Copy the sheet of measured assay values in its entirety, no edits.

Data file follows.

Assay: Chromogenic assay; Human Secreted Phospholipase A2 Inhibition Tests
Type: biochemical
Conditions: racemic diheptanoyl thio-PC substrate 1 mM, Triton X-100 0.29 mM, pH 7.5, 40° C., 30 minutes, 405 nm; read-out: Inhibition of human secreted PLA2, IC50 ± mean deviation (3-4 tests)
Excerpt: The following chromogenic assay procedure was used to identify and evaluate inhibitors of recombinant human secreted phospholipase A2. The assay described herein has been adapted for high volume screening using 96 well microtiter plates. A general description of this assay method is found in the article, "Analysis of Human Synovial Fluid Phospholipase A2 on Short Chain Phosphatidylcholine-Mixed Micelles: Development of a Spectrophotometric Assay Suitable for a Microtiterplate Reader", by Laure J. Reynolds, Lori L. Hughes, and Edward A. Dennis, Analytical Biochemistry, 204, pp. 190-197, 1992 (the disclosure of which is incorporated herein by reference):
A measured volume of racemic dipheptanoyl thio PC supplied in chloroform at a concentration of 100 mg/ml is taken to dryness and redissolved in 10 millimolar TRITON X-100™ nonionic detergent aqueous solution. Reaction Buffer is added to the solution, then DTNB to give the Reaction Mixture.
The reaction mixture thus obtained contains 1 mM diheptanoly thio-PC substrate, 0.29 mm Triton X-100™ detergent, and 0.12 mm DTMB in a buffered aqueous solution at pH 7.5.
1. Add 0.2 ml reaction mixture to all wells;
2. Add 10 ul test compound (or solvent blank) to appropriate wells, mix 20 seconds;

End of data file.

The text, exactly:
Assay: Chromogenic assay; Human Secreted Phospholipase A2 Inhibition Tests
Type: biochemical
Conditions: racemic diheptanoyl thio-PC substrate 1 mM, Triton X-100 0.29 mM, pH 7.5, 40° C., 30 minutes, 405 nm; read-out: Inhibition of human secreted PLA2, IC50 ± mean deviation (3-4 tests)
Excerpt: The following chromogenic assay procedure was used to identify and evaluate inhibitors of recombinant human secreted phospholipase A2. The assay described herein has been adapted for high volume screening using 96 well microtiter plates. A general description of this assay method is found in the article, "Analysis of Human Synovial Fluid Phospholipase A2 on Short Chain Phosphatidylcholine-Mixed Micelles: Development of a Spectrophotometric Assay Suitable for a Microtiterplate Reader", by Laure J. Reynolds, Lori L. Hughes, and Edward A. Dennis, Analytical Biochemistry, 204, pp. 190-197, 1992 (the disclosure of which is incorporated herein by reference):
A measured volume of racemic dipheptanoyl thio PC supplied in chloroform at a concentration of 100 mg/ml is taken to dryness and redissolved in 10 millimolar TRITON X-100™ nonionic detergent aqueous solution. Reaction Buffer is added to the solution, then DTNB to give the Reaction Mixture.
The reaction mixture thus obtained contains 1 mM diheptanoly thio-PC substrate, 0.29 mm Triton X-100™ detergent, and 0.12 mm DTMB in a buffered aqueous solution at pH 7.5.
1. Add 0.2 ml reaction mixture to all wells;
2. Add 10 ul test compound (or solvent blank) to appropriate wells, mix 20 seconds;